Genetic Alternations Detected in Amazon River Dolphin
RIO DE JANEIRO, Mar 5 (Tierramérica).- A study undertaken in Brazil has detected genetic alterations in the Amazon river dolphin (Inia geoffrensis), an endangered aquatic mammal found only in the Amazon and Orinoco river basins of South America.
Scientists from the National Institute for Amazonian Research and the Foundation to Support Research in the State of Amazonas have still not determined if the modifications in the dolphin genome are the result of pollution.
But they did detect mercury and the pesticide dichlorodiphenyltrichloroethane (DDT) in the blood and tissue samples from the 27 specimens tested.
The Amazon river dolphin "is at the top of the food chain, which causes toxic substances to accumulate in its organism. Now we are going to study the impacts this could cause," biologist Eliana Feldberg, a participant in the research, told Tierramérica.
"In addition, it is an animal that shares genetic information with its ancestors, and understanding how its genome functions helps us understand its evolution," she said.
New Environmental Journalism Manual
CARACAS, Mar 5 (Tierramérica).- A new digital publication, “Environmental Communications and Best Practices”, has just been published in Venezuela, aimed at journalists, students and environmentalists.
The author, Gilberto Carreño, condensed his many years of experience in environmental journalism, teaching and management in 114 letter-sized pages.
"It was initially aimed at providing communications students at Santa María University with a tool for the practical handling of the subject, focusing on a human perspective on the environment, but at the same time it serves as a guide to facilitate the work of environmental management specialists, other professionals and environmentalists," Carreño told Tierramérica.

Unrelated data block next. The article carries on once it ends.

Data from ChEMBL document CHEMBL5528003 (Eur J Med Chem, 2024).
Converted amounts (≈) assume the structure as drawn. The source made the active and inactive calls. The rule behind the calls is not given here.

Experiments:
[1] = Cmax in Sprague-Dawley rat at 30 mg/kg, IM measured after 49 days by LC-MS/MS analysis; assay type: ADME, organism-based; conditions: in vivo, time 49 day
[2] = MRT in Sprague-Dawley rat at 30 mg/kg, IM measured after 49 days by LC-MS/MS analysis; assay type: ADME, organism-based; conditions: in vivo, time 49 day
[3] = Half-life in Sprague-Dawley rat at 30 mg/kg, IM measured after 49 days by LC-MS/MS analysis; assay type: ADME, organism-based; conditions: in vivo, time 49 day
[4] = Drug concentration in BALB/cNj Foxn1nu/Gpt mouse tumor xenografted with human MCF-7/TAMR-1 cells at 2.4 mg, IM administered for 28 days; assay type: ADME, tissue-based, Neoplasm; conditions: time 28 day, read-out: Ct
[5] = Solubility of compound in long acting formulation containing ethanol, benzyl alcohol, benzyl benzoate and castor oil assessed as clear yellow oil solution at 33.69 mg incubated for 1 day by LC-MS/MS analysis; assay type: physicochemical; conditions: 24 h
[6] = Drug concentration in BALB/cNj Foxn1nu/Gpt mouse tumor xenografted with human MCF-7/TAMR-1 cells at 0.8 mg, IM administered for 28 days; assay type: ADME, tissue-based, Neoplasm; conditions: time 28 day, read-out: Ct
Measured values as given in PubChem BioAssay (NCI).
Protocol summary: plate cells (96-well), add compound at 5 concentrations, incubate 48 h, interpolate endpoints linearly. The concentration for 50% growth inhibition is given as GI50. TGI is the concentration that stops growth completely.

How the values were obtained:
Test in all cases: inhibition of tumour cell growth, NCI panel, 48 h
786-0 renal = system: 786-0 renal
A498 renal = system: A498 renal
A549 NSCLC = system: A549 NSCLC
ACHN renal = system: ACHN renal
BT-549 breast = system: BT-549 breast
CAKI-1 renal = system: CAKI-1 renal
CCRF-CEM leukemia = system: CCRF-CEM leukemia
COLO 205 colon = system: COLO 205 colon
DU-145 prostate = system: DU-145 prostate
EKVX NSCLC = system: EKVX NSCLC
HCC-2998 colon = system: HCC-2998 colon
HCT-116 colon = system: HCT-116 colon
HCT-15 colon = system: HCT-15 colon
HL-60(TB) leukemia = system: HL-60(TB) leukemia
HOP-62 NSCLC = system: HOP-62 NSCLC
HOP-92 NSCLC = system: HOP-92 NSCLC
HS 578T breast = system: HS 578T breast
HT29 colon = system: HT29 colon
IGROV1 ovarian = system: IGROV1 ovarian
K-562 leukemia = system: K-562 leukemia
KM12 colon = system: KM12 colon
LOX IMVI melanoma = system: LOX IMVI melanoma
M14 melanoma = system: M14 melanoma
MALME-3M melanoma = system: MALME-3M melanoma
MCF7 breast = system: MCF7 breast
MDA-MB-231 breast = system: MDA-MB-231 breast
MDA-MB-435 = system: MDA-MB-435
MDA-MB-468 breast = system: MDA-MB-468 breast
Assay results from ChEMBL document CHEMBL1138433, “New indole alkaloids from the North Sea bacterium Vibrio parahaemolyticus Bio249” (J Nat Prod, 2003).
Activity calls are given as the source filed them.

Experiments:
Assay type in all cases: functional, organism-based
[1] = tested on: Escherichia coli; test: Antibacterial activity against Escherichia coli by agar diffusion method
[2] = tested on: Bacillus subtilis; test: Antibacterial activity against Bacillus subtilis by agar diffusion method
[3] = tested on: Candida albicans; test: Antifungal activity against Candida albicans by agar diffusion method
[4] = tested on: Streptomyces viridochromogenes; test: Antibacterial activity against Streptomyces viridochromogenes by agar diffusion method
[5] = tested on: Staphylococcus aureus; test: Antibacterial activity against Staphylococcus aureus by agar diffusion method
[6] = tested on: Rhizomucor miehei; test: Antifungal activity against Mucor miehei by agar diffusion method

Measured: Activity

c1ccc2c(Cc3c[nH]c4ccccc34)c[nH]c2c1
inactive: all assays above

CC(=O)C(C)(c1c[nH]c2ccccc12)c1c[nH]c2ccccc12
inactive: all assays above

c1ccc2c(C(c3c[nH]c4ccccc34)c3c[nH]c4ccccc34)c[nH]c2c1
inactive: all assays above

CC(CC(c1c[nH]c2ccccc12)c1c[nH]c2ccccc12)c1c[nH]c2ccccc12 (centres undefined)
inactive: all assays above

The book’s various chapters simplify the process of writing about environmental problems and environmental management and legislation in Venezuela. It also includes definitions or descriptions of dozens of specialized terms.
Flood Prevention Works Begin
TEGUCIGALPA, Mar 5 (Tierramérica).- Japanese technicians have initiated works aimed at reducing the risk of flooding in four areas of the Honduran capital which are home to 8,000 people.
Ricardo Álvarez, the mayor of Tegucigalpa, told Tierramérica that the goal of the works is to prevent water from saturating the soil in the neighborhoods of El Reparto, El Berrinche, San Pablo and La Reforma, where a geological fault has been detected. If activated, it could cause severe flooding during the rainy season.
The plan is to build channels to carry underground water to specially constructed wells, in order to prevent the saturation of the ground and subsequent landslides.
The works will be carried out over the course of 23 months are part of a 13-million-dollar agreement signed between the Municipality of Tegucigalpa and the Japan International Cooperation Agency (JICA). *Source: Inter Press Service.
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